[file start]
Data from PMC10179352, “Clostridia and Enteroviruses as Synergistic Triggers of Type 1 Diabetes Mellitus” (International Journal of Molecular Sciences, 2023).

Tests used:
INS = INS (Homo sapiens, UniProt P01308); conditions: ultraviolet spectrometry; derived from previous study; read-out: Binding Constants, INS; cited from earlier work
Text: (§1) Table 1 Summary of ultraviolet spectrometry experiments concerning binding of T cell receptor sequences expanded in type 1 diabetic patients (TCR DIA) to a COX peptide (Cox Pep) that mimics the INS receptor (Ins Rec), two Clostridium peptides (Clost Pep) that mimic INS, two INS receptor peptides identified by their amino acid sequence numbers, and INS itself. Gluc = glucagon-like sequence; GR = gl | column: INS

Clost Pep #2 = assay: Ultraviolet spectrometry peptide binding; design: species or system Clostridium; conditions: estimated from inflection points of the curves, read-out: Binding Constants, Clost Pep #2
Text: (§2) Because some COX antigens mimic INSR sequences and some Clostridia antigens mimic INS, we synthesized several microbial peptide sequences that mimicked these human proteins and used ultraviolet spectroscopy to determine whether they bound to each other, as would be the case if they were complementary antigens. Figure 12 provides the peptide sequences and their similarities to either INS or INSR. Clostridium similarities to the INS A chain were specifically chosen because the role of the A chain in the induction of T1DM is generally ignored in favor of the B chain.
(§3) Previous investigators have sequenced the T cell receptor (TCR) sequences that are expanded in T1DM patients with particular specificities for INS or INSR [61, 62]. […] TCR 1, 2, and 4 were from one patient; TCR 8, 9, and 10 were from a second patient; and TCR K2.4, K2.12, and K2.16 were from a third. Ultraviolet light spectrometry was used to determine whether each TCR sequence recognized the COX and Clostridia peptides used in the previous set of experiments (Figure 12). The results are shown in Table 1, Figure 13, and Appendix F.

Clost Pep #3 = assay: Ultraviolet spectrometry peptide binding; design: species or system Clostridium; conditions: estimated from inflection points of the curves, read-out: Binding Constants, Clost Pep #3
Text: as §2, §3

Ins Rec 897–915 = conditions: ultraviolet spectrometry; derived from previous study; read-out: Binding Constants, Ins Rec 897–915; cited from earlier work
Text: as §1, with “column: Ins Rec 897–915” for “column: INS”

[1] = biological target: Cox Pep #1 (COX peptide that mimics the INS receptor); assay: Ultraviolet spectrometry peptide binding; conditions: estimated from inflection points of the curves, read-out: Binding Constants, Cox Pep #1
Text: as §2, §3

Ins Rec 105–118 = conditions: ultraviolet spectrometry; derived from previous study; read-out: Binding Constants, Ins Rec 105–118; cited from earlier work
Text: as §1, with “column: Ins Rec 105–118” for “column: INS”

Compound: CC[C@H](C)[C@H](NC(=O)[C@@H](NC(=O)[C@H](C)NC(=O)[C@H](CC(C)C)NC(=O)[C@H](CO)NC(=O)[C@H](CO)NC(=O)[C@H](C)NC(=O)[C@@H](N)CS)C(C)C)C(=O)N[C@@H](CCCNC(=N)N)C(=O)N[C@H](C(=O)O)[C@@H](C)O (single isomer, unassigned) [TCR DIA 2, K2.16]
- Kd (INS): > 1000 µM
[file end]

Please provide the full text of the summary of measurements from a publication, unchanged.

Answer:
Data from PMC10179352, “Clostridia and Enteroviruses as Synergistic Triggers of Type 1 Diabetes Mellitus” (International Journal of Molecular Sciences, 2023).

Tests used:
INS = INS (Homo sapiens, UniProt P01308); conditions: ultraviolet spectrometry; derived from previous study; read-out: Binding Constants, INS; cited from earlier work
Text: (§1) Table 1 Summary of ultraviolet spectrometry experiments concerning binding of T cell receptor sequences expanded in type 1 diabetic patients (TCR DIA) to a COX peptide (Cox Pep) that mimics the INS receptor (Ins Rec), two Clostridium peptides (Clost Pep) that mimic INS, two INS receptor peptides identified by their amino acid sequence numbers, and INS itself. Gluc = glucagon-like sequence; GR = gl | column: INS

Clost Pep #2 = assay: Ultraviolet spectrometry peptide binding; design: species or system Clostridium; conditions: estimated from inflection points of the curves, read-out: Binding Constants, Clost Pep #2
Text: (§2) Because some COX antigens mimic INSR sequences and some Clostridia antigens mimic INS, we synthesized several microbial peptide sequences that mimicked these human proteins and used ultraviolet spectroscopy to determine whether they bound to each other, as would be the case if they were complementary antigens. Figure 12 provides the peptide sequences and their similarities to either INS or INSR. Clostridium similarities to the INS A chain were specifically chosen because the role of the A chain in the induction of T1DM is generally ignored in favor of the B chain.
(§3) Previous investigators have sequenced the T cell receptor (TCR) sequences that are expanded in T1DM patients with particular specificities for INS or INSR [61, 62]. […] TCR 1, 2, and 4 were from one patient; TCR 8, 9, and 10 were from a second patient; and TCR K2.4, K2.12, and K2.16 were from a third. Ultraviolet light spectrometry was used to determine whether each TCR sequence recognized the COX and Clostridia peptides used in the previous set of experiments (Figure 12). The results are shown in Table 1, Figure 13, and Appendix F.

Clost Pep #3 = assay: Ultraviolet spectrometry peptide binding; design: species or system Clostridium; conditions: estimated from inflection points of the curves, read-out: Binding Constants, Clost Pep #3
Text: as §2, §3

Ins Rec 897–915 = conditions: ultraviolet spectrometry; derived from previous study; read-out: Binding Constants, Ins Rec 897–915; cited from earlier work
Text: as §1, with “column: Ins Rec 897–915” for “column: INS”

[1] = biological target: Cox Pep #1 (COX peptide that mimics the INS receptor); assay: Ultraviolet spectrometry peptide binding; conditions: estimated from inflection points of the curves, read-out: Binding Constants, Cox Pep #1
Text: as §2, §3

Ins Rec 105–118 = conditions: ultraviolet spectrometry; derived from previous study; read-out: Binding Constants, Ins Rec 105–118; cited from earlier work
Text: as §1, with “column: Ins Rec 105–118” for “column: INS”

Compound: CC[C@H](C)[C@H](NC(=O)[C@@H](NC(=O)[C@H](C)NC(=O)[C@H](CC(C)C)NC(=O)[C@H](CO)NC(=O)[C@H](CO)NC(=O)[C@H](C)NC(=O)[C@@H](N)CS)C(C)C)C(=O)N[C@@H](CCCNC(=N)N)C(=O)N[C@H](C(=O)O)[C@@H](C)O (single isomer, unassigned) [TCR DIA 2, K2.16]
- Kd (INS): > 1000 µM